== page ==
Businesses are starting to have a growth pattern. Individuals are feeling more confident in their jobs. That is a good circumstance. If in that environment we as a government impose more taxes and start to squeeze them harder so that they do not have more flexible income for personal purposes or for expanding their businesses, we are doing those people and those businesses a major disfavour. We cannot do that.
What about the taxes that are proposed in the 10th report by the majority of the committee, the Liberal members? First, they have said to Canadians and they said to us in committee that some type of a tax must be introduced. If expenditures are reduced and people are laid off there is a period of time in the first year when the expenditure reductions do not take place. There is a delay for one or two years before there is a significant expenditure reduction. Government members have said that some kind of interim tax must be introduced to compensate for that period of time.
Everyone knows that whenever a government introduces a tax it never gets to the point where it is terminated. It is there forever after. Since the 10th report was tabled I have heard people say over and over again that it is just like the income tax brought in for the war and we still have that income tax. It has
expanded and intervenes in people's lives more and more every day. That is what has happened.
However the government has said it is going to put that tax in. It is going to argue that it needs it on an interim basis to get itself through the period before it really reduces the government expenditures. I do not think that argument is good enough.
Alberta reduced expenditures by some 20 per cent across the board in government both in social program areas and non-social program areas. That was not the problem there; the event projected by this government which is being used as an excuse did not happen in Alberta. I do not believe it would happen if we had effective expenditure reduction at the federal level. I do not think it would happen the very same way.
What are those taxes that were introduced by the government? First of all it said it wanted to collect about $1 billion by putting a tax of one and a half cents on each litre of gas. The government said: "We can do that for all Canadians and it will not hurt them". One of my colleagues said it was a kind of carbon tax. We cannot really say it is that because it does not focus completely on Alberta. It affects all people right across Canada.
Last week I was listening to an Ottawa radio program. They were discussing the cost of fuel in Ottawa versus Toronto. The people in Ottawa were saying: "Why do we have to pay so much more? We are paying too much for our fuel". A number of people phoned in to say they needed to drive their cars to work. Some people think if there is a tax put on fuel that the extra tax will be coming from people who are holidaying or driving without a specific purpose. One person said: "Just about all I use my car for is to drive from home to work. It is part of my costs in my job".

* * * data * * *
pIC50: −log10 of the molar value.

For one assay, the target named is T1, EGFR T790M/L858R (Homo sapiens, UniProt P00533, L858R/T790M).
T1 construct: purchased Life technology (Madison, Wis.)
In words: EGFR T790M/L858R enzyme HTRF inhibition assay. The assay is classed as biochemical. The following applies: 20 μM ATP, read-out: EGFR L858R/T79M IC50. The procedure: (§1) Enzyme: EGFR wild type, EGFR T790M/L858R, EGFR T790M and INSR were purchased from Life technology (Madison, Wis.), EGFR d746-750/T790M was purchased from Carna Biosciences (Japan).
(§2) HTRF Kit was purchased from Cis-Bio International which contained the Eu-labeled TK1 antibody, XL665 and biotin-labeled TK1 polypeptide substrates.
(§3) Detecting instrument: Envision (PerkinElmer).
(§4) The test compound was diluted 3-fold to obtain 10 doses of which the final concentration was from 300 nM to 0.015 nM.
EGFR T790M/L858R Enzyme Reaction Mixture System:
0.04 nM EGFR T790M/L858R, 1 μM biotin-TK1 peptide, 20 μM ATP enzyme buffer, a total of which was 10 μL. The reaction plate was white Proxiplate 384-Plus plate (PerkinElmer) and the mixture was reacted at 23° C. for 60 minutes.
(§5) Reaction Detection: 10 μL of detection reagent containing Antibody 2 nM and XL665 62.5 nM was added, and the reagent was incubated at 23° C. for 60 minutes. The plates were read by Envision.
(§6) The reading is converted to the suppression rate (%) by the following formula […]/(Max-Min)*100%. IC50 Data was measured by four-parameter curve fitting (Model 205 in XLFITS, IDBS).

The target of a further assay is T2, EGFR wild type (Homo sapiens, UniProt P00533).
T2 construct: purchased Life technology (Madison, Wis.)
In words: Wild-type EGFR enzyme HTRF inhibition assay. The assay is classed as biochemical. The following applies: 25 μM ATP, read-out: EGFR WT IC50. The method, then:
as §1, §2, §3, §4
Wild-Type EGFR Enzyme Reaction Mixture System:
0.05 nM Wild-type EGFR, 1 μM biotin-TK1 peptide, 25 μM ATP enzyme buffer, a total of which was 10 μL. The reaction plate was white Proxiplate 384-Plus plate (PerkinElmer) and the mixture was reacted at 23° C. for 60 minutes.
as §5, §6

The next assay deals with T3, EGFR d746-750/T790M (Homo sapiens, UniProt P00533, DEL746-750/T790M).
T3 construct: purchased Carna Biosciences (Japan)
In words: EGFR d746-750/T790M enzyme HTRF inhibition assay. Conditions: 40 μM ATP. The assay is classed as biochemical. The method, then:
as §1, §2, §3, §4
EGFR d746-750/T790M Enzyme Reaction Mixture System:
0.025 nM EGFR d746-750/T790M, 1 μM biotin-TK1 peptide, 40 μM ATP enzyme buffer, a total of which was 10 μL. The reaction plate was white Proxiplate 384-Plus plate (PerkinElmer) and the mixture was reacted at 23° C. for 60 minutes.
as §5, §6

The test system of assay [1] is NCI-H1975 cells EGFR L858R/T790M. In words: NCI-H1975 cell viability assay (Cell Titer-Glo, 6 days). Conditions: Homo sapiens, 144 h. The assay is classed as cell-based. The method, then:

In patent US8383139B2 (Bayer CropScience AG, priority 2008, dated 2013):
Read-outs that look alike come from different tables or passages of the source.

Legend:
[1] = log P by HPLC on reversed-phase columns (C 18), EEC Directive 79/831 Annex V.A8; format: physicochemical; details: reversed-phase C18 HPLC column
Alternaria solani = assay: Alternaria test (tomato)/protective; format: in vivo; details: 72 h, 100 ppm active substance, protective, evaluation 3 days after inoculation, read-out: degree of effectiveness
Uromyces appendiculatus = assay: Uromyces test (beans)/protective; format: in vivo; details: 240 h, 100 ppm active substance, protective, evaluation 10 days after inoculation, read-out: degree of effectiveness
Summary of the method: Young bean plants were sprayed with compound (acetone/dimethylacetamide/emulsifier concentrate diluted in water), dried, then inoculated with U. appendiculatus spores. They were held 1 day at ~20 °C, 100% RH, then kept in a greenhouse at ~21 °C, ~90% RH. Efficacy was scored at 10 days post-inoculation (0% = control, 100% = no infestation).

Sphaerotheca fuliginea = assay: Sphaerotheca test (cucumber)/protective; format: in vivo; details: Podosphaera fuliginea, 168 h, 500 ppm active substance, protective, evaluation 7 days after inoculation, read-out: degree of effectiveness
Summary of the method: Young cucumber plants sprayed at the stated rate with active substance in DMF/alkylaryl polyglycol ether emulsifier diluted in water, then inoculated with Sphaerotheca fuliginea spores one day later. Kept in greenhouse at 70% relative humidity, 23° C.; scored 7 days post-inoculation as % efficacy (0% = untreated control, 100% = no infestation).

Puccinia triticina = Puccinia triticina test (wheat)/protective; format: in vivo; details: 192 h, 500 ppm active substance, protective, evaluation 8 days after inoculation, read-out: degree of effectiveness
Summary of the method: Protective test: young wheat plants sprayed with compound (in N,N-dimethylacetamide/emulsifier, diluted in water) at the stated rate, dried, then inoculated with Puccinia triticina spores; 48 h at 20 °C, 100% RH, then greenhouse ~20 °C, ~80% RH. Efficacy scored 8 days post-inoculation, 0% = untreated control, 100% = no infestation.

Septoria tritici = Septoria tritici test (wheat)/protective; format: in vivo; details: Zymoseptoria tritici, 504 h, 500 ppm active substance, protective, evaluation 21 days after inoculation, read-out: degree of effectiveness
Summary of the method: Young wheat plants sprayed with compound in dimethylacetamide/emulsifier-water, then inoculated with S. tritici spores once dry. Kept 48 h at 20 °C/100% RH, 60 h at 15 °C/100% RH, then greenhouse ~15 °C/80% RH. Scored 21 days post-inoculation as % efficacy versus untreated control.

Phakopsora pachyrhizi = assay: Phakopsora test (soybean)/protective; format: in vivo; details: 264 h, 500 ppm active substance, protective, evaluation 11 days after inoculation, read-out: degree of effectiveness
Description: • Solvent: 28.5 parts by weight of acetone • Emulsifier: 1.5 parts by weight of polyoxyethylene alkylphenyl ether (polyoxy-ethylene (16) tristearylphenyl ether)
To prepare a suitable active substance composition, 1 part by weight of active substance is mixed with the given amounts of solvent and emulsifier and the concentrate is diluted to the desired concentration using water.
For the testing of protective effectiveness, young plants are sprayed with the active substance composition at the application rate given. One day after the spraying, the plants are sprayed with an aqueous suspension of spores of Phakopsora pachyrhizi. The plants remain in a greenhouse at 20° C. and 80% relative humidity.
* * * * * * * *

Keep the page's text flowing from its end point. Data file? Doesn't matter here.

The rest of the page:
If this extra cost is added, all it does is take away the money Canadians need for their personal use, their food, clothing, shelter and health care and maybe something extra when they want to buy Christmas gifts and so on. That is one part of it. That is the individual.
What about the business community? What about the trucking community out there? People are on the road every day moving their merchandise across this nation east and west, north and south, trading with the United States and taking advantage of the free trade agreement we have set up. All of those people are impacted. It takes money away from the business community that is needed maybe to hire more people or to invest and create more jobs. This tax is a depressing thing. It is not positive toward building our economy, it depresses it.
I am sure if a poll were taken people when talking to us would say very clearly that expenditures must be cut that we must reduce expenditures. The 3 per cent target set up by the government is not good enough. The $25 billion we will be left with in 1996-97 is still going to add $100 billion to our deficit. It is going to increase the debt to over $600 billion. It is going to increase the interest payments of government from some $40 billion up to possibly $50 billion.
People would say very clearly: "The cost of government must be cut back, but do not increase my taxes. I am struggling to pay the current rate. Do not take more away from me if you expect me to be the engine of the economy". I have heard politicians say for years that it is the small businesses and individuals that will make the economy move. Small businesses are the engine of our economy, not the big corporate ones. Here we are hitting them right on the chin with an extra gas tax. We are going to take $1 billion out of the economy with regard to this gas tax. That is unfair when we are trying to build the economy. We are not trying to depress the economy, but we are doing it by this tax.